SS Great Britain
The SS Great Britain was the first iron built steam ship with screw propulsion to cross the Atlantic and was built in Bristol (UK) in 1843.
She was designed by Isambard Kingdom Brunel for the Great Western Steamship Company’s transatlantic service between Bristol and New York. On 26 July 1845, she embarked on her maiden voyage from Liverpool to New York and arrived safely just under 15 days later.
Systems engineering and modular design skills can be used to create a simple design of this ground breaking ship. Try the following:
- Hull (structural system);
- One boiler (propulsion);
- Two steam pistons (propulsion);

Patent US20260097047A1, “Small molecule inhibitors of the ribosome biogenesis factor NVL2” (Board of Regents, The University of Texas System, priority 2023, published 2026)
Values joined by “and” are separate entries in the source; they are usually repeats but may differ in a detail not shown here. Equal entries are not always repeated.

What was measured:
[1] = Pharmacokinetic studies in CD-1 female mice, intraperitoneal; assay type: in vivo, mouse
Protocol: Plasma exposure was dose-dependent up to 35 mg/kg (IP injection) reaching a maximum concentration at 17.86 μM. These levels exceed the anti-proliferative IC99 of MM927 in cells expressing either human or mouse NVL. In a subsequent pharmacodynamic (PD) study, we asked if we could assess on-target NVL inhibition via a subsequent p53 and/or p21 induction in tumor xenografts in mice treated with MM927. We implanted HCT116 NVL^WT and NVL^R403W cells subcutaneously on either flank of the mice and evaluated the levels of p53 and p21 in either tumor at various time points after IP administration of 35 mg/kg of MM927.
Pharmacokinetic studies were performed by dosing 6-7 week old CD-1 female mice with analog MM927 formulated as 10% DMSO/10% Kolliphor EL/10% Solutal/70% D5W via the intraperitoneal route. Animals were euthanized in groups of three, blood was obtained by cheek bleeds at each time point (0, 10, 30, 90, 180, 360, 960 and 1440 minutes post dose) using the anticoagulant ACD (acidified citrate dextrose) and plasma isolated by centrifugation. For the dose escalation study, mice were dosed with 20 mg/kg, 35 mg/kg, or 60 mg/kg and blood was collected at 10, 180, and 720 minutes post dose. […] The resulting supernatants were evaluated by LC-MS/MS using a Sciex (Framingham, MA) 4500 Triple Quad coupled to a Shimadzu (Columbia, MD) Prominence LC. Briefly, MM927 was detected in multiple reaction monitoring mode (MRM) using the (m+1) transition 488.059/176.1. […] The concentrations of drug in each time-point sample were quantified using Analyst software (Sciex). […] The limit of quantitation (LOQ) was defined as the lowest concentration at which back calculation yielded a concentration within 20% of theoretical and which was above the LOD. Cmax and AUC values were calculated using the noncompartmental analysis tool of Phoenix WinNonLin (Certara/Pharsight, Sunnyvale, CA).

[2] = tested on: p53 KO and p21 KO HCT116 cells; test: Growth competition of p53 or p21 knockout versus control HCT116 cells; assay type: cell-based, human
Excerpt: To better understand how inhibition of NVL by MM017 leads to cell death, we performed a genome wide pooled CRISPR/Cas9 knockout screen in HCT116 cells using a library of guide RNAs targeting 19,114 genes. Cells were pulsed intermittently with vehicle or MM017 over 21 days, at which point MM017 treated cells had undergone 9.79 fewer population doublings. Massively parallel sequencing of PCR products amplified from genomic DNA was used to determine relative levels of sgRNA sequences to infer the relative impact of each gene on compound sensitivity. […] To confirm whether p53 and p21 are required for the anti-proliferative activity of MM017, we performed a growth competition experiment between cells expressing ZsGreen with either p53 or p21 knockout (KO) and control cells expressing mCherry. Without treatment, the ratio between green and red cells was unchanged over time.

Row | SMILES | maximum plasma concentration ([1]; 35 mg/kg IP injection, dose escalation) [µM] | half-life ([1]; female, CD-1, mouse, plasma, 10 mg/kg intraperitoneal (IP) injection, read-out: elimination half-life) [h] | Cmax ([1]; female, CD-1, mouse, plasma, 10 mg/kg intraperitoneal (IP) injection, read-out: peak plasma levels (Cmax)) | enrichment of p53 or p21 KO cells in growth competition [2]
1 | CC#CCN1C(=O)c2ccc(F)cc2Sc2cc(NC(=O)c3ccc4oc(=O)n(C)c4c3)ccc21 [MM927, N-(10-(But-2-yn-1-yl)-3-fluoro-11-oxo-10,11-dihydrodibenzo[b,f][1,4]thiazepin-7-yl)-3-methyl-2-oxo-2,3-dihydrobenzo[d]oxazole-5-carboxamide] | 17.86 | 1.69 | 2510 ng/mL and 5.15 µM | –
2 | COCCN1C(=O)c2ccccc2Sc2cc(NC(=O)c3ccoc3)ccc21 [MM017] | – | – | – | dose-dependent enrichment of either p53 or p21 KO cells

- One propeller (propulsion);
- One rudder (control) and;
- The captain’s helm wheel (control).
In September 1846 the SS Great Britain ran aground on the East coast of Northern Ireland and was not refloated until August 1847. At this point, just two years after her maiden voyage the ship was sold to new owners, repaired and, to reflect rapid advances in technology, overhauled and given new engines and propeller.
The new boilers were smaller and operated at 10 PSI (69 kPa) twice the pressure of the originals. These changes enabled the cargo capacity to be almost doubled from 1,200 to 2,200 tons.
SS Great Britain entered service again in 1852 and carried passengers and freight around the World till 1886. Her last trip was to the Falkland Islands (South Atlantic, near Argentina) where she was used for storage. The SS Great Britain was returned to Bristol in 1970 for restoration and is now displayed in the dock where she was built.